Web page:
REXBURG, Idaho – Growing up in a rodeo family, Garrett Smith has had a lifelong dream to play the game at the elite level.
At just 21 years old, he’s there.
Smith finished the 2016 Professional Rodeo Cowboys Association regular season 10th in the world standings and has earned his first qualification to the Wrangler National Finals Rodeo, set for Dec. 1-10 in Las Vegas.
“This truly is a dream come true,” said Smith, whose father, Lynn, has served as a pickup man, while mom, Valorie, has been a timer and has handled other promotional aspects of the sport. “We’ve been working for this ever since we were little. This is all we’ve thought about.
“It’s going to be a huge thing for me knowing that I can do it. Hopefully I can thrive off that when we get to Vegas.”
The NFR is the premier event in the sport, and only the top 15 contestants in each event at the conclusion of the regular season earn the right to play for the biggest paychecks in the sport over 10 nights in the Nevada desert.
Smith earned his way there by having the best season of his young career. In a sport where dollars equal points, he earned $94,429 over the rigors of the 2016 campaign. But that’s not the most impressive aspect of his race to Vegas.
“The start of the year wasn’t much to talk about,” he said. “I had a horrible start and only had $5,000 won coming into June. From June on, I got on a roll, and everything worked pretty good.”
That’s almost $90,000 in just four months. Those are some serious wages, and he has an outstanding chance to add to that over 10 December nights. The NFR boasts of a purse of $8.8 million, and Smith has an opportunity to earn more than $200,000 in a week and a half. Go-round winners will earn $26,231, and average champions will pocket more than $67,000 for having the best cumulative score over the 10-round finale.
He will carry the hefty momentum from the regular season into the championship, having earned nine titles through the regular season. His biggest came in St. Paul, Ore., over the Fourth of July. Smith posted an 86.5-point ride to share the title with fellow first-time NFR qualifier Garrett Tribble; both men earned just shy of $8,000 in the historic arena.
“St. Paul boosted me a lot,” Smith said. “After that, I knew I there was time I could catch up and qualify for the NFR. That was a huge win for me.”
The timing couldn’t have been better. He had been struggling to stay atop bulls, so getting one ridden to win provided the cowboy with the confidence he needed to continue his run. Consistency quickly followed, and the money started rolling in.
As children growing up around rodeo, Smith and his brothers, Wyatt and Payson, were involved in the game from an early age. They played around the chutes and had first-hand instruction from folks who knew the sport best. He transitioned through the ranks, from sheep to calves to steers.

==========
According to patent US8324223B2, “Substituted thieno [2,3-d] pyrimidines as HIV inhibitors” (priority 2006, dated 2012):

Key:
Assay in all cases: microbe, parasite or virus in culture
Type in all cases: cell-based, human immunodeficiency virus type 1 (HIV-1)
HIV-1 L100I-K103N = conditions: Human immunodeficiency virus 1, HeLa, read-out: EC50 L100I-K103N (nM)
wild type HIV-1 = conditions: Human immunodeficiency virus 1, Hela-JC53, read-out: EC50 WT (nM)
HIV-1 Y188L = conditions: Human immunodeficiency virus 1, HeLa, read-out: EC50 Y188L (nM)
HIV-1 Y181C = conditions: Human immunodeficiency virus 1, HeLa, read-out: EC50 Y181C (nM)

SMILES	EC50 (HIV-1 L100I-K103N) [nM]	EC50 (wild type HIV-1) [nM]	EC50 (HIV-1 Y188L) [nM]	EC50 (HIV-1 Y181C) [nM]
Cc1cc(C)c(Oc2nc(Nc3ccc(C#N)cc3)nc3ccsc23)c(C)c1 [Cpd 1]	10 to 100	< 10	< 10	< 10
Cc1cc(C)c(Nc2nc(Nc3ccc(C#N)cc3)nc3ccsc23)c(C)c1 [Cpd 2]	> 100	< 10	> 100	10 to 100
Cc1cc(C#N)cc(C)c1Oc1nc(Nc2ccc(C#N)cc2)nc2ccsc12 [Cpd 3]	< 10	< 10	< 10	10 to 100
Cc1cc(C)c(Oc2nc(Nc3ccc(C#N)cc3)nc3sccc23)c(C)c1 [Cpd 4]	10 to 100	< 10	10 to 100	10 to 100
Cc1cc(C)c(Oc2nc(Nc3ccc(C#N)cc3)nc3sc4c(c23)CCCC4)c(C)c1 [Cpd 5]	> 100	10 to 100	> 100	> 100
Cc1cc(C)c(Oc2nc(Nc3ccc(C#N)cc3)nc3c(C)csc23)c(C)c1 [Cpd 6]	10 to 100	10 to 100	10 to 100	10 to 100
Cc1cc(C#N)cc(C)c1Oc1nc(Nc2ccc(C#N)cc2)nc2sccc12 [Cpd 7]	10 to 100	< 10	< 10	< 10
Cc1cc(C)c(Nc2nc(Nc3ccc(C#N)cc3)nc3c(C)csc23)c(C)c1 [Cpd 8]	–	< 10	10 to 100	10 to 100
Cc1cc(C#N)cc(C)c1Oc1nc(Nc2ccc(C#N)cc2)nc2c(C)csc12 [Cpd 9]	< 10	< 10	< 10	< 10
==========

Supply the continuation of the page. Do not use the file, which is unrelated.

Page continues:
“They let me get on my first bull when I was 13,” he said. “After that, I was just hooked.”
And he has had a great support system along the way.
“My family has been a huge part of where I am now,” Smith said. “I also had a lot of help from Allen Teller with Truth Bucking Stock. Not only is he one of my sponsors, but he took my bull riding to the next level.
“I’ve been going there since I was 14. The relationship we’ve built and the way he’s taught me has been a huge key to this whole success.”
He also has financial backing from Project Filter, Resistol, Cache Valley Cryotherapy and Streamline Chiropractic. It’s that type of sponsorship commitment that helps him make the right business decisions for this career.
But on the road, he also enlisted the assistance from traveling partners Rylan Wright and Tag Elliott, the latter of whom qualified for the NFR in 2012. Not only do they make their way along the ProRodeo trail together to split the costs associated with, Wright and Elliott have served as mentors to the young Smith.
“The experience that they brought into it was a lot of how they helped,” Smith said. “I’ve looked up to Tag for a long time, and I’ve always wanted to be like him. He showed me how not to get worked up and not worry about just one ride.
“I followed him like a puppy, and I guess it worked. Rylan’s been around the game a long time, and he taught me a whole bunch about the mental side. We’ve known how to ride bulls, but the mental stuff is what gets a lot of people in bull riding.”
It all aids in the maturity of a young athlete. That will help him greatly as he competes inside those famous yellow bucking chutes just a few blocks from the Las Vegas Strip, but he’s got a trump card up his sleeve: Older brother Wyatt was a 2014 NFR qualifier in steer wrestling and, more importantly, Wyatt enlisted Garrett’s help as his hazer for the final five go-rounds.
At just 19 years old, Garrett Smith was involved in the biggest rodeo of the year trying to be in the right place at the right time for his big brother.
“The whole time, I just wanted to puke,” he said. “I’ve never felt anything like that. I’ve hazed for him at a lot of big rodeos, but that was as big of a deal with the biggest crowd I’d ever experienced.”
Now he’ll experience it all for himself as he rides for the gold buckle.
“When I hazed for Wyatt, I was so nervous because I didn’t want to screw anything up for him,” Smith said. “I think it’s going to be a whole lot easier to deal with because I should be more in control of things.”
The pressure of the NFR is intense, and Smith has experienced it first-hand as the primary assistant for his bulldogging brother. Now the compression changes as the focus is strictly on him and his bull riding talents.
That’s just the way he wants it.